SCCGS is a not-for-profit, 501(c)(3), all-volunteer group of genealogists, founded in 1977 and incorporated in 1978 which aspires to:
*Preserve and perpetuate ancestral records for educational and historical
*Encourage the study of family history and to teach the
of genealogical research;
*Promote genealogical publications;
*Promote the preservation and safeguarding of genealogical data;
*Publish and circulate literature relative to the purposes and
acquisitions of the Society.
The old nostalgic courthouse with its four tall, stone columns, is the SCCGS logo. Built in 1861, some genealogically valuable old record books were discarded when the building was demolished in 1972. The logo serves as a tribute to our past, reminds us of the records lost, and silently urges us to achieve some of the purposes set forth by the Society.
The green and yellow colors of the society reflect colors found in flags of both the St. Clair County the city of Belleville. They remind us of the fertile fields that drew many of our ancestors to the area and crops produced by their labor.
1978 – Illinois State GS (ISGS) Local Service Award (to Robert Buecher)
1982 – ISGS Local Service Award (to Marsden Eisloeffel)
1985 – Newsletter and Quarterly each awarded 2nd place by ISGS
1986 - SCCGS Quarterly awarded first place in ISGS Competition.
1988 - St. Clair County History, Volume 1 published
1990 - SCCGS facilitates transfer of original county Will Record Books to IRAD .
1990 - Cemetery Committee receives Illinois State Historical Society Award for Excellence – Shiloh Cemetery.
1990 – ISGS Community Service Award (to Rosemary Bechtoldt – Poor Farm and Society service)
1990 – ISGS Special Recognition Award (to Robert Buecher)
1991 – Receives Illinois Humanities Council mini-grant 11171-0491 of $1350.00
1991 - Cemetery Committee receives National Genealogical Society Award of Merit
1992 - St. Clair County History, Volume II published, proceeds to the BPL
1993 – ISGS Special Recognition Award for St. Clair County History, Volume II (Diane Renner Walsh)
1998 - Public website debut, grows to 600 pages by 2014.
2010 - Probate microfilm acquisition ($15,255); 33.6% from donors.
2011 – ISGS Community Service Award (Robert Buecher)
2012 – Member website debut, Society marks 35th anniversary
Recent Projects and Acquisitions
Funeral Card Collection
Contact SCCGS to volunteer.
MEETING, LECTURES, INCLEMENT WEATHER
Meetings featuring free lectures are held the first Thursday of
each month. Time: 7:30 p.m. Location: St. Luke Parish Center,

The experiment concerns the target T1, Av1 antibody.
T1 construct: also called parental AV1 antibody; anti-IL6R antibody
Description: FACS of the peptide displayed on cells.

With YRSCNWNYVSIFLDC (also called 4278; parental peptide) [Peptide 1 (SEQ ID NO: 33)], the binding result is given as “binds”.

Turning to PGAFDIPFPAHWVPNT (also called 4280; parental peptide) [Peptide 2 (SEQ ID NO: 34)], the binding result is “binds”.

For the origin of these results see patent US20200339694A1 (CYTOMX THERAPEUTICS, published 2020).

North Church and East "C" Sts., Belleville, Illinois. Cross-corner from church. (Guests always welcome.) Lecture summaries appear in the Society Quarterly.
- Inclement Weather Policy Meeting is canceled if District 118 Schools are closed on meeting day. Check local TV and radio stations for those updates.
Join us on FACEBOOK
Lecture summaries appear, with permission, in the
|DATE||TOPIC and SPEAKER|
|January 5, 2017||The January 5, 2017, 7:00 p.m. lecture topic has changed; the scheduled speaker sends her regrets; she is sidelined due to weather conditions. However, neither rain, nor sleet....will hold a genealogist down, so please come join us for an evening of genealogically-related discussions. These impromptu meetings always seem to stimulate great conversations. See you there!|
|February 2, 2017||John Reynolds: Governor, Historian, and Genealogy Resource In 1800, a young Irish immigrant family arrived in Kaskaskia, Illinois, from Pennsylvania. The oldest son, John Reynolds, became in his time an “Indian fighter,” an Army Ranger during the War of 1812, a state and federal congressman, and, most famously, the governor of Illinois during the Black Hawk War of 1832. His life covered the transition of the state of Illinois from a loose confederation of mostly French river towns to the industrial and agricultural powerhouse that it was destined to become. Indeed, he settled in Cahokia, learned French, married a French woman, and converted to Roman Catholicism, but was also a tireless advocate of the Illinois and Michigan Canal that modernized the state and elevated the city of Chicago to its current prominence. In his later years, he settled in Belleville and wrote his two histories of the state and his role in it, the Pioneer History of Illinois and My Own Times, becoming one of the earliest and most prominent historians of the state.
Join us as we examine the life and works of this extraordinary local citizen, and in so doing look at the numerous genealogical facts, clues, and stories that he left in his histories of the early prominent families of southern Illinois, especially St. Clair County. You will be left with a panoramic but highly personal view of the development of the state, and hopefully some interesting tidbits to pursue in your own genealogical searches. Hope to see you there!
John Keck is a recipient of the Weiss Award for Historical Writing from Southern Illinois University at Edwardsville. An analytics consultant for a global financial services firm, he currently is pursuing a master’s degree in history from Sam Houston State University. He is an enthusiast of the French colonial period in the modern-day American Midwest.
|March 2, 2017||Archives Acquired by the St. Clair County Historical Society presented by William Shannon IV, that society's museum curator since 2012, will surely enlighten us to new resources worth exploring for our ancestors.
Mr. Shannon is a professional historian with degrees from DePaul University in Chicago and the University of Wisconsin-Madison. His research interests include minority communities in St. Clair County, cartography and traveler narratives of our area, and the early history of Illinois and the Midwest.
|April 6, 2017|| We welcome topic and speaker suggestions, email these to SCCGS Office |
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